The Disraeli Room

The Disraeli Room

Blog Post

Where the State’s Writ Does Not Run

1st August 2014

To mark the passing on the Co-operative and Community Benefit Societies Act, Ed Mayo, Secretary General of Co-operatives UK discusses what it means for the co-operative movement

We have the first new consolidated Co-operatives Act in the UK for nearly fifty years. With our technical input, lobbying by co-ops and mutuals, ResPublica and the Conservative Co-operative Movement, plus support from across the political spectrum and preparatory work by the Law Commission, the Coalition Government has made UK a better place people who want to start and grow co-operaties.

As a co-operative legislator from a previous generation, WP Watkins, wrote: “true co-operation draws its inspiration from realms where the state’s writ does not run. Co-operative movements are not created by legislation. Nevertheless, without an appropriate legislative framework, a co-operative movement in the form of a growing economic organism is not possible or even conceivable.”

The landmark Co-operative and Community Benefit Societies Act 2014, which comes into force today , brings together long dated overly complex legislation into one unified statute. It also wraps up a programme of legislative reform delivered by the Coalition:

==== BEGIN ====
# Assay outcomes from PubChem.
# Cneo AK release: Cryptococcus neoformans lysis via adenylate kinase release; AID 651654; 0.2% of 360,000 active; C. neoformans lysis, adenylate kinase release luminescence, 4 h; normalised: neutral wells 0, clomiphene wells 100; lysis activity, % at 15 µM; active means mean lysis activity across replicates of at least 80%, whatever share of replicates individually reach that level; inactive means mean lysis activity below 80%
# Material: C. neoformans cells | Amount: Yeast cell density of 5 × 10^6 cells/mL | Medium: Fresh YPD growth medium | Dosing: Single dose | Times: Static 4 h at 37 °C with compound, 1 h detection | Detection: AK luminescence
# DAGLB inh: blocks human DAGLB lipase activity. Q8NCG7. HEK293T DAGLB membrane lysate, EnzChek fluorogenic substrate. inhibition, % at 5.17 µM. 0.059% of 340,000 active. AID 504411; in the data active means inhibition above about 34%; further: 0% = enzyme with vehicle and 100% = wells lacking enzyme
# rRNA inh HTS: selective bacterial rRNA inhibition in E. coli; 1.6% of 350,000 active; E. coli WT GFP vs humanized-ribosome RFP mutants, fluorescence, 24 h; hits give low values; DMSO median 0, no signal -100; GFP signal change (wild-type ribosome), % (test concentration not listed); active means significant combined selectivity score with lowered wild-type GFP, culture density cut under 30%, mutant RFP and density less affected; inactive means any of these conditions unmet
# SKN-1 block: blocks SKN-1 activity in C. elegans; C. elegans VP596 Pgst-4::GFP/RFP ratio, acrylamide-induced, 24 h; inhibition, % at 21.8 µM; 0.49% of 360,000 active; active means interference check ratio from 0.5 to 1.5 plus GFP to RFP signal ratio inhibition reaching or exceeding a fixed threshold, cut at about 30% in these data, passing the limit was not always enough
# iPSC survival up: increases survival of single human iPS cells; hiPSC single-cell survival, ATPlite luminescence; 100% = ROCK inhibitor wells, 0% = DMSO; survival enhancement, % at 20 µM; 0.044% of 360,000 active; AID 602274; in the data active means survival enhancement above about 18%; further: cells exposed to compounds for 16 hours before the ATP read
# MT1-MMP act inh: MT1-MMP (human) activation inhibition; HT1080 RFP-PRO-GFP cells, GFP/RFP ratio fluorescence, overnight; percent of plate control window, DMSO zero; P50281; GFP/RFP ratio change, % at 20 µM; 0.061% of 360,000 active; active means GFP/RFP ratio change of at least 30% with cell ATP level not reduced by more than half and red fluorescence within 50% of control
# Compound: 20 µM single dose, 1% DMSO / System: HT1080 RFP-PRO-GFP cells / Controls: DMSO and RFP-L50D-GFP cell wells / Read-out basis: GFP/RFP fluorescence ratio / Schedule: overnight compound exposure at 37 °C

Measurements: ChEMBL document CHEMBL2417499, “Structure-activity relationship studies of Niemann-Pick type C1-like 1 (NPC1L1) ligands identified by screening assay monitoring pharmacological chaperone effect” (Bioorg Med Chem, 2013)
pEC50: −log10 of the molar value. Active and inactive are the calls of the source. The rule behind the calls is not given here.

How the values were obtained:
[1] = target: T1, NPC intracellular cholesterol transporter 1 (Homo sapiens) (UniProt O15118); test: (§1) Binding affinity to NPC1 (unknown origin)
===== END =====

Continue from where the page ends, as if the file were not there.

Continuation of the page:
• cutting quite a bit of red tape;
  • closing down some unhelpful loopholes where coops were overlooked in relation to business benefits and;
  • confirming some new gains, such as a three-fold increase in the investment limit in co-operatives.

This shows what can be achieved when broad political support is backed up by firm government action. One new co-operative starts every working day of the week and the turnover of the sector has outpaced the UK economy in recent years.

Of course, there is focus and learning too, coming out of what went wrong at one co-op (out of over six thousand in the UK), The Co-operative Group. It lost sight of what members wanted, with leadership and governance structures that didn’t advance their interests. Co-operatives are businesses that are owned by and run for its members and are at their best when that co-operative difference runs through it like a stick of rock.

In that spirit, co-operatives across the UK came together recently at a congress in Birmingham, to develop an Action Plan for the co-operative sector, focusing on new solutions and new needs. A great example is the new programme AltGen, which supports young people from age 18 – 29 to set up worker co-ops as a collaborative and empowering solution to youth unemployment.

There is a new law and a new sense of purpose for co-operatives in the UK.


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